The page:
THE WOOD BROTHERS return to grace us with “One Drop Of Truth” in a time when we’re desperately thirsty for it. Brevard and Charlotte tour dates in April!

This just in: The Wood Brothers new tour will bring them to North Carolina in April, with shows at the Songsmith Gathering in Brevard and Tuck Fest in Charlotte. Click here for show info.

The cover of The Wood Brothers’ 2015 album Paradise showed a donkey with a helmet-mounted carrot dangling over its head—the thing we all want but can never quite reach. The cover of the Americana trio’s new album, One Drop of Truth, shows a woman sinking into water, leaving her breath in bubbles as she falls—the “drop” you asked for that turned out to be a deluge.

The harmonies of hope and dread run through One Drop of Truth, the sixth album by The Wood Brothers—ex-King Johnson guitarist Oliver Wood; his bassist brother Chris Wood of Medeski, Martin & Wood; and multi-instrumentalist Jano Rix—on Thirty Tigers Records. Small drops become big twisters and batter beleaguered towns; levees strain with the swell; nerves fray and nature creeps up on manicured digital happiness. “All of my wisdom,” sings Oliver Wood on “Happiness Jones,” “came from all the toughest days / I never learned a thing bein’ happy.”

Album opener “River Takes the Town” was inspired by actual weather, but the suspense in the lyrics echoes the tension that’s been gripping the U.S. every day for a couple of years now. “I was writing literally at first, about how scary it must be when people lose power and communication with those they love,” said Oliver. “But then the lyrics became a metaphor for something more interpersonal. And by the end of this summer, it seemed to take on new meaning yet again.” If bliss is to be questioned, though, freedom certainly isn’t, and The Wood Brothers’ music has rarely seemed freer. One Drop of Truth was self-produced and recorded, but the trio took their time, spreading the sessions out over much of 2017 and enlisting four different mixing engineers to come up with divergent sounds and flavors. “River Takes the Town,” with its delicate acoustic blues intro and swelling gospel crescendo, immediately delivers the Woods’ unique panoramic patchwork of folk, jazz, country and rock music.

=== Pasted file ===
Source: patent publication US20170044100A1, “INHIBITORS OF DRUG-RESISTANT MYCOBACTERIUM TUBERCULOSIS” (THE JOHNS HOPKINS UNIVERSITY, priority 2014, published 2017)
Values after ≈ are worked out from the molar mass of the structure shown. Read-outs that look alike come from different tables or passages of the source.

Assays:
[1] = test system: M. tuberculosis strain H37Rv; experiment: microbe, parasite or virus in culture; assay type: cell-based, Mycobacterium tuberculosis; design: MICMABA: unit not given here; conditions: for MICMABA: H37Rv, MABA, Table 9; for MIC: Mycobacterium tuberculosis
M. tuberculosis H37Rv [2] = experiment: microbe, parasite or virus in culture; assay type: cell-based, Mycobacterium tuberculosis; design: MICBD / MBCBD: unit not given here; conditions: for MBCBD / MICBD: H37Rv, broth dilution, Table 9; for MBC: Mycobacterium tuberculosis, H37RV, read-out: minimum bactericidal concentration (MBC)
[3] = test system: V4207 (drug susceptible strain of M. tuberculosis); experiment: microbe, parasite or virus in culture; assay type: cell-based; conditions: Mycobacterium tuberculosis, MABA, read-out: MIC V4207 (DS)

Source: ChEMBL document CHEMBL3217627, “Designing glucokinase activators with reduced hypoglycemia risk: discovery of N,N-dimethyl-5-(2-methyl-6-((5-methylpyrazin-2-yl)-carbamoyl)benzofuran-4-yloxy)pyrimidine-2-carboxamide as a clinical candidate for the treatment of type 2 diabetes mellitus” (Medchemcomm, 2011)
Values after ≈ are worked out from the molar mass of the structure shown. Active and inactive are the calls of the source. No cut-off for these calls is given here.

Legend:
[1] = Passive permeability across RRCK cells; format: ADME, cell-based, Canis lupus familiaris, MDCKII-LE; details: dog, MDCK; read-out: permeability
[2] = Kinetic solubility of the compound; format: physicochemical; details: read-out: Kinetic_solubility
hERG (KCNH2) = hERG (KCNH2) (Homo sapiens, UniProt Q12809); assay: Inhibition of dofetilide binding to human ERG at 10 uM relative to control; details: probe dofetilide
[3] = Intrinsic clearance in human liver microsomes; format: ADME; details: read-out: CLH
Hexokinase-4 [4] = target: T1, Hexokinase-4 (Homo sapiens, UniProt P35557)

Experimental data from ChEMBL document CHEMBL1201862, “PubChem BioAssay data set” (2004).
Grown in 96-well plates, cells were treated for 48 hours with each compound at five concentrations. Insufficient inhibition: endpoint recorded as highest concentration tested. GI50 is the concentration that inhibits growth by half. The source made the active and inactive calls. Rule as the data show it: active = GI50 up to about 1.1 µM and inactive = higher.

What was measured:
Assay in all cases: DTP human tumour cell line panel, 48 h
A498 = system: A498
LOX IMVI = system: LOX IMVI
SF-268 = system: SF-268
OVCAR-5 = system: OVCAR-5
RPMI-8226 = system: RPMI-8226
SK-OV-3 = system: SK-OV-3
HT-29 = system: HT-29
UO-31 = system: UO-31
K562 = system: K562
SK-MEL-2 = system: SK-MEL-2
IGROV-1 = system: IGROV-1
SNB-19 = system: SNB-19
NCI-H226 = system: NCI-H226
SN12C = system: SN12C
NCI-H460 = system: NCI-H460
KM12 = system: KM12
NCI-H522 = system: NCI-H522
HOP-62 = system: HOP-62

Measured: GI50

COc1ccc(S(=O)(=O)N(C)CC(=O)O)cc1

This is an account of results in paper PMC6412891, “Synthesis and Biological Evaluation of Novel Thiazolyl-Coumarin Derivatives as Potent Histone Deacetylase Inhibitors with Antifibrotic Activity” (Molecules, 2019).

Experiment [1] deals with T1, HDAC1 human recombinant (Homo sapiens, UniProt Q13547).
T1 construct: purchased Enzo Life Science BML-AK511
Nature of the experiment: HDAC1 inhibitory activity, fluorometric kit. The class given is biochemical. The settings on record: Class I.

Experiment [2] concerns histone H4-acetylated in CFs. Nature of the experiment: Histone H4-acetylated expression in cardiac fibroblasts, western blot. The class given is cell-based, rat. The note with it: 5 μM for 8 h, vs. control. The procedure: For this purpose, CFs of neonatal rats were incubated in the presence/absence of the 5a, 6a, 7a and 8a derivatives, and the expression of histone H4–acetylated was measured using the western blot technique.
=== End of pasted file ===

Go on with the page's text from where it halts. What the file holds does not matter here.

Whereas previous outings by The Wood Brothers have often followed a conceptual and sonic through-line, ‘One Drop of Truth’ dives headfirst into a deep wellspring of sounds, styles and recording approaches, treating each song as if it were its own short film. The plaintive, country-folk of “River Takes the Town” gives way to the The Band-esque Americana soul of “Happiness Jones.” The stream of consciousness ballad “Strange As It Seems” floats on a cloud of ethereal beauty, standing in stark contrast to “Sky High”—a Saturday night barnburner built upon stinging slide guitar funk. “Seasick Emotions” is rife with emotional turmoil, yet “Sparkling Wine is jaunty and carefree. The end result is undeniably The Wood Brothers’ most dynamic recording to date.

“Often, when you’re making an album in the traditional way, there will be a unifying concept, whether that be in the approach to the music stylistically or in terms of the overall narrative lyrically. And even though there are some themes that revealed themselves later, this one is all over the place,” explains Oliver Wood. “What I really love about this record is that each one of these songs has its own little world. There are diverse sounds and vibes from one track to the next.”